The number one question area waiters, hotel concierges and other service folks get asked by Rochester, MN visitors is this: what’s there to do here? Luckily, we have the answer.

Two supreme options for filling time between medical appointments, sports games, or during the weekends are Rochester Trolley & Tour Company and Scheels, a sporting goods store that also features a variety of entertainment venues. 
At Scheels recently, one visitor remarked, “Big store!” and a second oohed, “Oh cool!” upon spying the Roller Ball Mini Bowling feature on the store’s second floor. Those are typical responses from folks visiting either while here for Mayo Clinic treatments or for regional sporting events, says Scheels Store Leader Aaron Schmitz.
Then there’s Rochester Trolley & Tour Company, which offers week day and weekend tours that are incredibly popular with people from all over the country and world. Earlier this summer, one week on the trolleys found visitors from Australia, Canada, Columbia, England, Ireland, Norway, Japan and Saudi Arabia, among other places, says Founder Dan Butterfass.
“Trolley tours, you don’t find them everywhere,” Butterfass remarks. “We try to be unique and in tune with what our city has to offer by ways of culture, scenery and history.”

At Scheels, located in the Apache Mall, fun is the name of the game, says Schmitz. “We sell fun, so we want our customers and their kids to have fun while they’re here,” he says.
Scheels: Sporty fun for the family
Among the fun features at Scheels in Rochester are a kids’ climbing gym for small children, roller ball, laser shot, the Buck Hunter arcade, photo opportunities with four presidential statues, and sports simulators where you can test your skills at golf, soccer, hockey, baseball, football and basketball. It’s the biggest Scheels store in Minnesota, Schmitz says. And dare we add, possibly also the most fun?
“It’s a fun place to work and that’s reflected to the customers,” chimes in Assistant Store Leader Lauren Belter. “Customers get that excitement from the crew.”
Scheels staff members are also hired in part because of their sports expertise or passion. They’re then placed within that specific department, and taught even more about the sport or activity that ranks as their fave. Staff undergo several weeks of training before they’re allowed to be on the floor selling merchandise. Why? Scheels wants all employees to be pros in their area.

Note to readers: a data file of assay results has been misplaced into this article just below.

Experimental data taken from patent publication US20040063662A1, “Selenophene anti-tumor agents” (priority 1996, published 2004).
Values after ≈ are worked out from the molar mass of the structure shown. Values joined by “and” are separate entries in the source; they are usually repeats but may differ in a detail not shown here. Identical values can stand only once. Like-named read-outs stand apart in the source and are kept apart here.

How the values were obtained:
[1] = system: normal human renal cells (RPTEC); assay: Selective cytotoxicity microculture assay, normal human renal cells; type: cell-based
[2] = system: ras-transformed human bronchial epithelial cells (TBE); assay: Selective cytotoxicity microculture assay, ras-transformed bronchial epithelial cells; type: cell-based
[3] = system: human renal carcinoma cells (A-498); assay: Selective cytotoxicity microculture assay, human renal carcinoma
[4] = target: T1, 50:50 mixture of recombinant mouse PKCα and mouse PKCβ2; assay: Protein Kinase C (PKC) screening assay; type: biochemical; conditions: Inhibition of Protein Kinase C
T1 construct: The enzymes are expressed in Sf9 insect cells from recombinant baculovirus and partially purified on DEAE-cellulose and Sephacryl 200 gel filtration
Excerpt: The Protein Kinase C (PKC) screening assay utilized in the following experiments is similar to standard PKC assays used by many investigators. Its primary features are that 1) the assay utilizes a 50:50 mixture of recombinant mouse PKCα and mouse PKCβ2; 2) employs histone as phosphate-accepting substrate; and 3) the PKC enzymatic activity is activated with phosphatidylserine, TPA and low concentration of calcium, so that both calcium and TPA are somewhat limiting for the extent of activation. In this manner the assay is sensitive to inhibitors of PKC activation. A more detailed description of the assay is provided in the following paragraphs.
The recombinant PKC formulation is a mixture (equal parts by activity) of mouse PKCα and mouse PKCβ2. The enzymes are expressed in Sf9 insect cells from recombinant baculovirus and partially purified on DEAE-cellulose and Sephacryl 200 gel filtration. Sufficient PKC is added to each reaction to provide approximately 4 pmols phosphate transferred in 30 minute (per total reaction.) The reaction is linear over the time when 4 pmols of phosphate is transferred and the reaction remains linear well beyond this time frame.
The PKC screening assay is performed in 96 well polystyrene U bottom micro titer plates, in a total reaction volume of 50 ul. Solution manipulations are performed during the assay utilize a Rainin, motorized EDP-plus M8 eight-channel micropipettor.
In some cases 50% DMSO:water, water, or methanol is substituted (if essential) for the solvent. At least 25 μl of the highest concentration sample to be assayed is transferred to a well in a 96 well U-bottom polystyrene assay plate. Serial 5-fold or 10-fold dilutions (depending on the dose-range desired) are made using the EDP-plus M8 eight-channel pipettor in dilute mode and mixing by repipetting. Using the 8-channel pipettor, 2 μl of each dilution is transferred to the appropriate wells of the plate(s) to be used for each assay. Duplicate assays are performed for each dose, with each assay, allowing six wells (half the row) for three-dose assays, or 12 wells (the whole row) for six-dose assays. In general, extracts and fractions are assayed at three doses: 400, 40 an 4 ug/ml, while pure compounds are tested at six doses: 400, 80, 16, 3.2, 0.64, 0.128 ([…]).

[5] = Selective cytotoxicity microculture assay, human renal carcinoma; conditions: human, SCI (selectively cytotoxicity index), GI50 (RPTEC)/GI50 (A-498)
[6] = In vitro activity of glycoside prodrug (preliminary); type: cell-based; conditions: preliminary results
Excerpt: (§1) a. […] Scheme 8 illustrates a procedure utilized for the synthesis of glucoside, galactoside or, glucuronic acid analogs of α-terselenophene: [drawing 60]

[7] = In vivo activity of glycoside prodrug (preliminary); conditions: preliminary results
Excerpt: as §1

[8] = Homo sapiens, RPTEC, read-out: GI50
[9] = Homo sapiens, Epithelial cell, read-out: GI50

The training philosophy “encourages our team to get their hands on the product themselves and use it,” says Schmitz. They in turn can be more informed when responding to customer inquiries about specific product lines.
Customers can easily pass a few hours at Scheels, so plan your outing accordingly. You can even grab a bite at the store’s little restaurant on the main level called Gramma Gina’s. “It’s just a fun place to look around and shop,” Belter says. “There’s an attraction around every corner. You can’t go too far without finding something to do.”
Rochester Trolley & Tour Company: Engaging visitors from all over the world
Butterfass founded this company because of his interest in history, and it shows on these trolley tours. You’ll learn gads about Rochester and its medical pioneer history, among other topics, while touring the city on quaint, old-fashioned trolleys named -- historically apropos for Rochester -- Mayo, Alfred, Will, Charlie and Henry, all medical pioneers from decades prior.
He wanted to help bring light to the “unique history of Rochester,” says Butterfass. Plus, “we have the opportunity to meet, engage and interact with visitors from all around the world. That’s a true bonus for us.”
As many as fifty people per day are taking trolley tours, and that will grow in the coming year considering that Rochester Trolley anticipates adding a sixth trolley to its fleet.
Among the favored tours are the Wine Trail & Microbrewery Tour, the Rochester City & Mayo Historical Trolley Tour, the Old Order Amish Country Tour and the Scenic Mississippi Valley Country Tour, among others. Tours are available during the week and on weekends.
Some folks are eager to hop on board the Sunday trolley tours before they start a week of Mayo Clinic appointments on any given Monday, Butterfass says. They’re also adding a ladies’ night out, have added an Iconic Rochester trolley tour recently and feature private events, as well.
“We’ve been at this since 2006, so that’s allowed us to really understand the Rochester market and expand to make tours available to more and more guests,” Butterfass says. “We started to fill a perceived need and it has definitely taken on a life of its own since 2006."

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